Unless your organization has a hiring manager with extensive IT knowledge, you’ll find yourself asking this question when filling a tech position: what’s the best way in which to assess a candidate’s unique skills? How can you determine which applicant has the strongest technical expertise or which candidate has the right blend of experience and education? The simple answer is by performing a technical assessment.
Depending on your situation and requirements, consider using a mixture of pre-screening, automated screening assessments, manual code reviews, and technical interviews. Keep in mind, however, that it’s most beneficial to your organization to use technical assessments after you’ve identified your specific needs. Let’s take a look at some of the things you should know before diving right into screening your candidates’ technical skills.
Before a technical assessment can take place, your team will need to identify the project’s scope and duration. Are you looking to hire one developer this year, or several developers this month? Does your organization seek candidates for permanent full-time roles, such as creating and maintaining critical technical infrastructure? Conversely, are you searching for temporary, part-time, or contract roles to add functionality (for example) to an existing web or mobile application? Your project may require hiring multiple developers in Front-end, Back-end, and DevOps roles.
Once you’ve outlined your project goals, scope, duration, and domain, it’s time to assemble your team. There are many methods for assessing a given candidate’s technical skills. We’ll explore one possible workflow below in order to give you a better idea of the process.
To identify promising candidates, you’ll want to have them undergo a pre-screening test. Assessment tests may include open-ended or multiple choice questions related to the specific tech stack for which you’re screening. For instance, if you’re hiring back-end PHP developers using the Laravel framework, it’s unnecessary to quiz them on C# and .NET skills. Assessment tests may also include an algorithm challenge wherein candidates are asked to implement a solution — on the spot. This step is useful as a filtering mechanism to narrow the field from a large candidate pool to a manageable number of qualified applicants.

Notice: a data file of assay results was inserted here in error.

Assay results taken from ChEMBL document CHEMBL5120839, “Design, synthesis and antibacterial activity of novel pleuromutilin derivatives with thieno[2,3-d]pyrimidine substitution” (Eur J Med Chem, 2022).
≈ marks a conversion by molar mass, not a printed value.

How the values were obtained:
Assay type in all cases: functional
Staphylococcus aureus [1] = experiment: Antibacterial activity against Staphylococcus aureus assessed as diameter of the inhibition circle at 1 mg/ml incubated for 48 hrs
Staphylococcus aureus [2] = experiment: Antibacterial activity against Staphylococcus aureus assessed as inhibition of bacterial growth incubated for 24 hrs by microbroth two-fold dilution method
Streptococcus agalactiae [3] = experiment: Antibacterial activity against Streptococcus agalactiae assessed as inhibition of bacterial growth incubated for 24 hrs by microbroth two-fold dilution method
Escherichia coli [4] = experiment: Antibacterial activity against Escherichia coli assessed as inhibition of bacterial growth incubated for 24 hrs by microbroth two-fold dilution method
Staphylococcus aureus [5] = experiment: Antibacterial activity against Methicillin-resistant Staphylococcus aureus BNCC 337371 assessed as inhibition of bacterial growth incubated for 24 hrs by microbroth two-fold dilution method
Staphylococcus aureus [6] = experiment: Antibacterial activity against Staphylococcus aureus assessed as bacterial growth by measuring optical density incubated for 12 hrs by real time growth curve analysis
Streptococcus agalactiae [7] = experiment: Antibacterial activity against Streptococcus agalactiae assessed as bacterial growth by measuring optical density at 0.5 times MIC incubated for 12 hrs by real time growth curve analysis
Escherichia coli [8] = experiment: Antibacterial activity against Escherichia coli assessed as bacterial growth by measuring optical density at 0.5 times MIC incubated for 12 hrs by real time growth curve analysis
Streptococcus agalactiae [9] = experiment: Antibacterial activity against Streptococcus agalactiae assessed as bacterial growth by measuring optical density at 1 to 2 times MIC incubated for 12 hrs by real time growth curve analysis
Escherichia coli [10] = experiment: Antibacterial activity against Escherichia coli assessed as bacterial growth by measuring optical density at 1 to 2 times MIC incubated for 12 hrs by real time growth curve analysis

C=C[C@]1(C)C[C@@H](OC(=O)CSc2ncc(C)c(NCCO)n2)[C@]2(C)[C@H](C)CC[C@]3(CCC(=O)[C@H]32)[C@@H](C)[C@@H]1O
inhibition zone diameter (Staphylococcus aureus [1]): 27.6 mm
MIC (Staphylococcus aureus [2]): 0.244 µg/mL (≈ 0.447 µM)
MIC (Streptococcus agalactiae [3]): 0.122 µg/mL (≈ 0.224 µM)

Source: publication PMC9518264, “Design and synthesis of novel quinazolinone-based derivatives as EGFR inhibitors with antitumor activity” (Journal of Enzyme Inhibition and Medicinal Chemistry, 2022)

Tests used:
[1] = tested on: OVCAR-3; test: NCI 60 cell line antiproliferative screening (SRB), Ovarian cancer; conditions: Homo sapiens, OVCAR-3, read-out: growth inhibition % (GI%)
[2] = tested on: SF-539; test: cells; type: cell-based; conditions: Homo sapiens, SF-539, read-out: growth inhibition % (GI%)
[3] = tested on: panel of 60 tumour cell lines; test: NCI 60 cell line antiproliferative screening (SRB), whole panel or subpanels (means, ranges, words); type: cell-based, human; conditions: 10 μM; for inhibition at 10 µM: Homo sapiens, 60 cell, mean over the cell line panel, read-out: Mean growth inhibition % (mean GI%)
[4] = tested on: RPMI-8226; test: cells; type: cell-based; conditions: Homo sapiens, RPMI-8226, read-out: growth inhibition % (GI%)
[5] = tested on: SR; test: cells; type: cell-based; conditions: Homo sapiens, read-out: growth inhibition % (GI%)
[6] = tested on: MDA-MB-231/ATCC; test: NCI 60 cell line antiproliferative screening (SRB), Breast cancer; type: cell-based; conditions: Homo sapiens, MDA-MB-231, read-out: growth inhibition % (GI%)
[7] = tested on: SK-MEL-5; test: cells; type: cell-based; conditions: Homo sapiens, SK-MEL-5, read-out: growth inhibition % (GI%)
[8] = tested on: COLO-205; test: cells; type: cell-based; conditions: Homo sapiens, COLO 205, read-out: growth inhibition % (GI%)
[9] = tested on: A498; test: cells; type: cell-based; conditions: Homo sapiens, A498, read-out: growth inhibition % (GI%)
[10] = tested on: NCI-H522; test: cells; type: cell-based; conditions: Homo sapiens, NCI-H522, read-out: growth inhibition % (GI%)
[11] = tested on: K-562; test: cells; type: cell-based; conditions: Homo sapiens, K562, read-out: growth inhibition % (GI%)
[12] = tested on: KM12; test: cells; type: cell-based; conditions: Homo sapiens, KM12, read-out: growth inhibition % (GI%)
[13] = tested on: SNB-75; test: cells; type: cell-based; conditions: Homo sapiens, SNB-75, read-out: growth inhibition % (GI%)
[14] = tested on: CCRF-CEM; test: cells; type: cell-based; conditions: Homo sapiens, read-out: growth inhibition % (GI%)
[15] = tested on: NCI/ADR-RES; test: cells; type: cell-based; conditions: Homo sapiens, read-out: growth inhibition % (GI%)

Once your candidates have passed pre-screening, the next step is to ask them for a code sample for review. However, depending on the particulars of the situation, this step could come before the automated assessment, or even replace it. In all cases, the candidate’s code sample should be reviewed by someone with enough expertise to identify whether it follows standards and best practices. More importantly, a good code sample should demonstrate the candidate’s ability to get the job done. If the project requires a Back-end engineer to implement a RESTful API, don’t accept code samples that demonstrate Front-end skills unless they also include an API integration.
To choose between candidates who pass the pre-screening and code review, face-to-face interviews (in person or remote) are necessary. Technical interviews provide the benefit of assessing a candidate’s soft skills. Some critical soft skills and traits to look for during the technical interview include:
Each organization has their own spectrum of requirements for soft skills, so it’s up to your company to decide whether your candidates satisfy the requirements.
If these sound time-consuming to you, you’re right. A thorough technical assessment of your candidates can make or break your projects. Whether you’re just starting your screening process or looking to scale, you could benefit from Screening as a Service. By outsourcing your technical screening to the professionals, your company can be confident that it’s hiring the best talent for the job.